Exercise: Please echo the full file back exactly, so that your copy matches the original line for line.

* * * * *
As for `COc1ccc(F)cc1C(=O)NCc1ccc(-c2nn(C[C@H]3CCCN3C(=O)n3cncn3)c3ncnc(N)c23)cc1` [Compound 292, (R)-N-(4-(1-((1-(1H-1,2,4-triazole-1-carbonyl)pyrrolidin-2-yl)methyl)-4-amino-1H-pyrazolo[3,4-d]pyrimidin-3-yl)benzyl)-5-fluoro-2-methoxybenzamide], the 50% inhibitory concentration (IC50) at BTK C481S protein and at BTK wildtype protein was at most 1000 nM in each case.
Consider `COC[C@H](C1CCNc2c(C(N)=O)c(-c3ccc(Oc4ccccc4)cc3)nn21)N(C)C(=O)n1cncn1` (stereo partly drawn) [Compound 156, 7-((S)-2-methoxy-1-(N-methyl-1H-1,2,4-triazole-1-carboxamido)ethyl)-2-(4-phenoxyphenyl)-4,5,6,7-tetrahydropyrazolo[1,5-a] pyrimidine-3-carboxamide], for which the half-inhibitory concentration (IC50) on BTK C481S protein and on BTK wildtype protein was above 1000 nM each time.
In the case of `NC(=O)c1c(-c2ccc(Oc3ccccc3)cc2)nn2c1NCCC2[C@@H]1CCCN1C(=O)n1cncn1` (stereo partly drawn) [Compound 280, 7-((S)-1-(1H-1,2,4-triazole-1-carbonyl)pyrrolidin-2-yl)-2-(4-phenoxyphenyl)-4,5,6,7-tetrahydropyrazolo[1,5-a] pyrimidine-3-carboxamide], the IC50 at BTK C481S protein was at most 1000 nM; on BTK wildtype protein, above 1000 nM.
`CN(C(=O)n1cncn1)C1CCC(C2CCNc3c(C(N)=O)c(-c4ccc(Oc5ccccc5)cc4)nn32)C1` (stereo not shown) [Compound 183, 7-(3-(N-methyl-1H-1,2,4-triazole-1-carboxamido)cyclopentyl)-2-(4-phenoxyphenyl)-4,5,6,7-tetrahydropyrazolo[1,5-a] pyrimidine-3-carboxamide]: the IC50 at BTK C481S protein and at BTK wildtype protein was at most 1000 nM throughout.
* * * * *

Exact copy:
As for `COc1ccc(F)cc1C(=O)NCc1ccc(-c2nn(C[C@H]3CCCN3C(=O)n3cncn3)c3ncnc(N)c23)cc1` [Compound 292, (R)-N-(4-(1-((1-(1H-1,2,4-triazole-1-carbonyl)pyrrolidin-2-yl)methyl)-4-amino-1H-pyrazolo[3,4-d]pyrimidin-3-yl)benzyl)-5-fluoro-2-methoxybenzamide], the 50% inhibitory concentration (IC50) at BTK C481S protein and at BTK wildtype protein was at most 1000 nM in each case.
Consider `COC[C@H](C1CCNc2c(C(N)=O)c(-c3ccc(Oc4ccccc4)cc3)nn21)N(C)C(=O)n1cncn1` (stereo partly drawn) [Compound 156, 7-((S)-2-methoxy-1-(N-methyl-1H-1,2,4-triazole-1-carboxamido)ethyl)-2-(4-phenoxyphenyl)-4,5,6,7-tetrahydropyrazolo[1,5-a] pyrimidine-3-carboxamide], for which the half-inhibitory concentration (IC50) on BTK C481S protein and on BTK wildtype protein was above 1000 nM each time.
In the case of `NC(=O)c1c(-c2ccc(Oc3ccccc3)cc2)nn2c1NCCC2[C@@H]1CCCN1C(=O)n1cncn1` (stereo partly drawn) [Compound 280, 7-((S)-1-(1H-1,2,4-triazole-1-carbonyl)pyrrolidin-2-yl)-2-(4-phenoxyphenyl)-4,5,6,7-tetrahydropyrazolo[1,5-a] pyrimidine-3-carboxamide], the IC50 at BTK C481S protein was at most 1000 nM; on BTK wildtype protein, above 1000 nM.
`CN(C(=O)n1cncn1)C1CCC(C2CCNc3c(C(N)=O)c(-c4ccc(Oc5ccccc5)cc4)nn32)C1` (stereo not shown) [Compound 183, 7-(3-(N-methyl-1H-1,2,4-triazole-1-carboxamido)cyclopentyl)-2-(4-phenoxyphenyl)-4,5,6,7-tetrahydropyrazolo[1,5-a] pyrimidine-3-carboxamide]: the IC50 at BTK C481S protein and at BTK wildtype protein was at most 1000 nM throughout.